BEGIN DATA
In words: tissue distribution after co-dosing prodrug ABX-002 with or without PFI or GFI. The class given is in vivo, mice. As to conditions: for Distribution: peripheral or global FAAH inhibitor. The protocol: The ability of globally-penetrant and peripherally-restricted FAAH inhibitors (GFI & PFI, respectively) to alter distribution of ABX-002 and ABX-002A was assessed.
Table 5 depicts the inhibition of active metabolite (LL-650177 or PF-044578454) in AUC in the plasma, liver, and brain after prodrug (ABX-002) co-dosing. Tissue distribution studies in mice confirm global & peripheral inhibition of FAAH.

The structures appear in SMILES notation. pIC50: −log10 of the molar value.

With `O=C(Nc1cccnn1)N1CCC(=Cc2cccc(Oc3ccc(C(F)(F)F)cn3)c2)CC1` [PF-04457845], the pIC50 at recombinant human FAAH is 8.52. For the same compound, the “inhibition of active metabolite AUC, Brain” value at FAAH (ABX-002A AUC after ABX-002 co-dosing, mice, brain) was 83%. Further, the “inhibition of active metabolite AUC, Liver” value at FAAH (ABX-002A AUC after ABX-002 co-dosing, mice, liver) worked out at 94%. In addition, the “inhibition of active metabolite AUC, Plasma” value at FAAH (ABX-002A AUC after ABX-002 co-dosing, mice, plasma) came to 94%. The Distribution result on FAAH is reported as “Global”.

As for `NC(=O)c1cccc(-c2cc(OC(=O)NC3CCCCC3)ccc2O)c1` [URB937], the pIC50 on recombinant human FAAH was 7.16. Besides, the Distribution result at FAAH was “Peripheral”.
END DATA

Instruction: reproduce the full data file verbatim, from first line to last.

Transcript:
In words: tissue distribution after co-dosing prodrug ABX-002 with or without PFI or GFI. The class given is in vivo, mice. As to conditions: for Distribution: peripheral or global FAAH inhibitor. The protocol: The ability of globally-penetrant and peripherally-restricted FAAH inhibitors (GFI & PFI, respectively) to alter distribution of ABX-002 and ABX-002A was assessed.
Table 5 depicts the inhibition of active metabolite (LL-650177 or PF-044578454) in AUC in the plasma, liver, and brain after prodrug (ABX-002) co-dosing. Tissue distribution studies in mice confirm global & peripheral inhibition of FAAH.

The structures appear in SMILES notation. pIC50: −log10 of the molar value.

With `O=C(Nc1cccnn1)N1CCC(=Cc2cccc(Oc3ccc(C(F)(F)F)cn3)c2)CC1` [PF-04457845], the pIC50 at recombinant human FAAH is 8.52. For the same compound, the “inhibition of active metabolite AUC, Brain” value at FAAH (ABX-002A AUC after ABX-002 co-dosing, mice, brain) was 83%. Further, the “inhibition of active metabolite AUC, Liver” value at FAAH (ABX-002A AUC after ABX-002 co-dosing, mice, liver) worked out at 94%. In addition, the “inhibition of active metabolite AUC, Plasma” value at FAAH (ABX-002A AUC after ABX-002 co-dosing, mice, plasma) came to 94%. The Distribution result on FAAH is reported as “Global”.

As for `NC(=O)c1cccc(-c2cc(OC(=O)NC3CCCCC3)ccc2O)c1` [URB937], the pIC50 on recombinant human FAAH was 7.16. Besides, the Distribution result at FAAH was “Peripheral”.